Sunday, May 28, 2017



I was shocked to read in The Atlantic that "Nationally, around 23 percent of men ages 23 to 54 are not working . . ."  This would be the age when traditionally most men would be working.   Maybe a few at the lower end were still students pursuing postgraduate degrees but the observation can be made that if a man is not working during that age span, when then?   The location covered in the article is the mid-west United States, an area that has experienced a severe decline in manufacturing jobs.

The article is entitled The Lonely Women of the Rust Belt and there are some overtones of the dated perspective that women are lonely without a man, a traditional man with a job who is able to fix things around the house.  But others might observe that the family is the time honoured unit of society without which things start to fall apart or at least crack around the edges.   I suspect the truth lies somewhere in the middle.   It can be hard to be a single parent and a society without children would be lacklustre.

If it were only a slowdown in the economy it would be difficult enough for many to overcome but a byproduct has been an opioid and heroin epidemic.   Many people are dying of overdoses.  Which came first the unemployment or the drug addiction?   It is difficult to suss that out.

Sunday, May 21, 2017

Disadvantages of being a sometime Mystery Writer


I have written a few mysteries of the type known as cozy mysteries.   This genre is also popular in television shows, the type you can watch with your children or your grandmother.   Maybe that sounds boring to some who are looking for more gore or sexual content but there's a place and an audience for everything.   Television shows like Murdoch Mysteries  set in  early 20th century Toronto or Death in Paradise, located on an imagined Caribbean Island (but filmed on Guadeloupe) in the present time.    An interesting location or time adds to the mystery.

One of the problems I have discovered arises from the limited budgets that television programs have as well as the constraints of time after commercial interruptions  are taken into account.   The whole point behind the mystery is that it is difficult to know who the perpetrator is and the show usually revolves around the detective(s) following various trails in an attempt to uncover the truth.    The audience of both the programs and similar books enjoys matching wits with the show writers.   But this is where the constraints of television enter into the picture.

  I was enjoying a recent season of the latter program when  a small scene was played out involving an incidental character.   It seemed a little out of place to my writer's mind and used up valuable air time.    The character didn't appear again so I was prepared to discount my suspicions--I'm not that perceptive apparently.  But just when all appeared to be lost, the brief scene did in fact play a pivotal role in determining the culprit.    Vindication all around!

Sunday, May 14, 2017

Pretending is the New Thing

When you buy a pair of  pre-dirtied, $425 (USD) jeans from Nordstrom you want people to think you are a person who works hard; physical work that makes you sweat.   You are so focussed that you don't notice and don't care that you are getting dirty:

No couch potato here;   a real man's man (whatever that is).  We expect rippling muscles from the man wearing these jeans.   All that exercise must have made a difference.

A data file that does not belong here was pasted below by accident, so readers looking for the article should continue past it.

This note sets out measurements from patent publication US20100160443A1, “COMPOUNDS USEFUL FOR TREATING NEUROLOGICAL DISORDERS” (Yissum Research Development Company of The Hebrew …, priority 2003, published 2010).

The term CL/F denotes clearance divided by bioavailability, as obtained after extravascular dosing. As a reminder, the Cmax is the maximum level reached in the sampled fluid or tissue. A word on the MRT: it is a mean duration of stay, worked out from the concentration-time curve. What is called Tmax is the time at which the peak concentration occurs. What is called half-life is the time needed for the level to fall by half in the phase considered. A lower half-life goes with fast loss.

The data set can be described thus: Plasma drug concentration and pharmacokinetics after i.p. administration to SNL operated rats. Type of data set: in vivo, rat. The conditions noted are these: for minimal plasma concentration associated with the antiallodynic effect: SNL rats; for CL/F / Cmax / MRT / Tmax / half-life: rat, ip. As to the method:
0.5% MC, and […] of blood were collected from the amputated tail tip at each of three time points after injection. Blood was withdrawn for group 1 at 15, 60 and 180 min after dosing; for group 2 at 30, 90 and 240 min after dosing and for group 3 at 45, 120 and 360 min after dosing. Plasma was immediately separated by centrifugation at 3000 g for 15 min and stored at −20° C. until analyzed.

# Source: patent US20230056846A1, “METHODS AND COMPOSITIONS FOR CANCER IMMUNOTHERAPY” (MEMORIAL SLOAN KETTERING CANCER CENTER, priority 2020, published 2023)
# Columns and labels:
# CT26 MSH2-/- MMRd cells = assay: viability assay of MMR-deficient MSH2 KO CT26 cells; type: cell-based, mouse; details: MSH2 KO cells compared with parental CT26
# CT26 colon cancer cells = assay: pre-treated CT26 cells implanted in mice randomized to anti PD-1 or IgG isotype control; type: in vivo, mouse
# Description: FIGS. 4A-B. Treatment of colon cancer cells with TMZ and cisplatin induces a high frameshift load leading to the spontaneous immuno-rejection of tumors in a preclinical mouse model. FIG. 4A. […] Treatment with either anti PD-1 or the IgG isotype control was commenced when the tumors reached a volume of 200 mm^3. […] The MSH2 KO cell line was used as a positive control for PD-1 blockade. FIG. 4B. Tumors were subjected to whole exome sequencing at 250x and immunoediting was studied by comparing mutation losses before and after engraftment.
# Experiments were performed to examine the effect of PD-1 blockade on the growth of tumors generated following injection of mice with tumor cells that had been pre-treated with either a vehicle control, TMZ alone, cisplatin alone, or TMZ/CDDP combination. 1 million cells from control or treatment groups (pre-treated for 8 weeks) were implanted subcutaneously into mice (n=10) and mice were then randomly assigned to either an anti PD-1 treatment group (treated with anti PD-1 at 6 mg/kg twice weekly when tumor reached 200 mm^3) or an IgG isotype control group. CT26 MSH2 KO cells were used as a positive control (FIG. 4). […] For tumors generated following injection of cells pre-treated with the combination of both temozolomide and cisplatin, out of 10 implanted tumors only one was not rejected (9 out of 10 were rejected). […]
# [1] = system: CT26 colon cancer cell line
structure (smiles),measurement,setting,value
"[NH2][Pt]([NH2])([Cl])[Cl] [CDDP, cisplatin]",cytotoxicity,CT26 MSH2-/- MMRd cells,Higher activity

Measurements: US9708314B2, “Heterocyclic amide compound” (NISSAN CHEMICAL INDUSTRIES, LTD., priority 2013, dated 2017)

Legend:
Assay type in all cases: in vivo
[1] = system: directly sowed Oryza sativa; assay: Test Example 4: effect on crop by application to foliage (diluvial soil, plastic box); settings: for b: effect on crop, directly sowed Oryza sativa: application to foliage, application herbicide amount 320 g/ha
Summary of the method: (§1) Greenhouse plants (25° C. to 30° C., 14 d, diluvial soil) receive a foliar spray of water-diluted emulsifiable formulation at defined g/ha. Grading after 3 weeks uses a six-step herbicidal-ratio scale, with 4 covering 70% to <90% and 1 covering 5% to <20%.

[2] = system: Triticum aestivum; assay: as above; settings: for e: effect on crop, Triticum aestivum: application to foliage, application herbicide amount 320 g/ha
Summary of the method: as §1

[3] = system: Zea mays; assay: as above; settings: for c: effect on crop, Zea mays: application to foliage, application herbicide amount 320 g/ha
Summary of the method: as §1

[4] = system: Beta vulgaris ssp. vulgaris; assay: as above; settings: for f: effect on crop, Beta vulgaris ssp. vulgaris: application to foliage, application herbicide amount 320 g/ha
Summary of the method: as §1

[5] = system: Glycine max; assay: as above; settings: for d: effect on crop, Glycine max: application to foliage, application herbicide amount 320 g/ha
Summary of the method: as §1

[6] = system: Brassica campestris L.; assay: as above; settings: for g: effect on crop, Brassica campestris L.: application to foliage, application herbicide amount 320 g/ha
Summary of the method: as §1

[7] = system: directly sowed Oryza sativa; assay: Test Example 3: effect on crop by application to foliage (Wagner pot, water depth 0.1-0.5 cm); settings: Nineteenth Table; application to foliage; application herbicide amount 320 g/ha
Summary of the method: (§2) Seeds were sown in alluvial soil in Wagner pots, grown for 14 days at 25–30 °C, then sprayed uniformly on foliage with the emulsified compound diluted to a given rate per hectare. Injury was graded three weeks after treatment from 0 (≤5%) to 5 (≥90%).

Naturally good looking but doesn't know it, or at least doesn't act like he knows it.   He's not so vain.  But even better than the real thing, it doesn't smell of dirt or tar or even dog poo.   And it doesn't leave a trail of detritus from the job site.   

I suppose it isn't very different from the ubiquitous yoga pants worn by many who don't practise yoga.  (now in see-through style):

One of the more conservative looks

Sunday, May 7, 2017

The Future of Automation

Some newsmagazines and blogs delight in publishing attention getting headlines.   Actually, that's probably the goal.   So this article in the Huffington Post, citing The Economist, warns us that by 2034 forty-seven percent of all jobs will be automated.   I get a kick out of predictions with this degree of precision.   I mean, why not write half of all jobs which sounds more of an approximation compared to the implied precision of 47%.

2034 doesn't seem so far away now that it is 2017.   Most of us plan to still be alive on that date, especially with extending life expectancies.   Maybe some of us will be retired and reassure ourselves that we don't plan on having a job anyway as we will be, at long last, retired.   Maybe others are part of the Early Retirement movement that is saving and investing prodigiously to reach whatever amount will be sufficient at the prescribed four percent withdrawal rate to allow retirement at forty.  But then there are our children and grandchildren.   Will they all have to move into our basement?   

We sometimes think the automatons will look somewhat humanoid but the robots who work in Japanese car factories don't seem to mind their lack of charm.

This article by expat Karen McCann describes an automated restaurant with no employees.  Eatsa, in New York and San Francisco, seeks to fill a gap for good but less expensive meals in notoriously high priced cities.    The picture attached looks like a larger version of the automats seen in airports and railroad stations that hold a sandwich or muffin.   The difference here is that instead of pressing buttons on the automat, you enter your order on a mounted iPad.   Not really much difference.   Your order may or may not be prepared fresh and there may even be human hands behind the scene facilitating matters but you will never know.    No banter about the weather, you hardly have to take your eyes off your phone.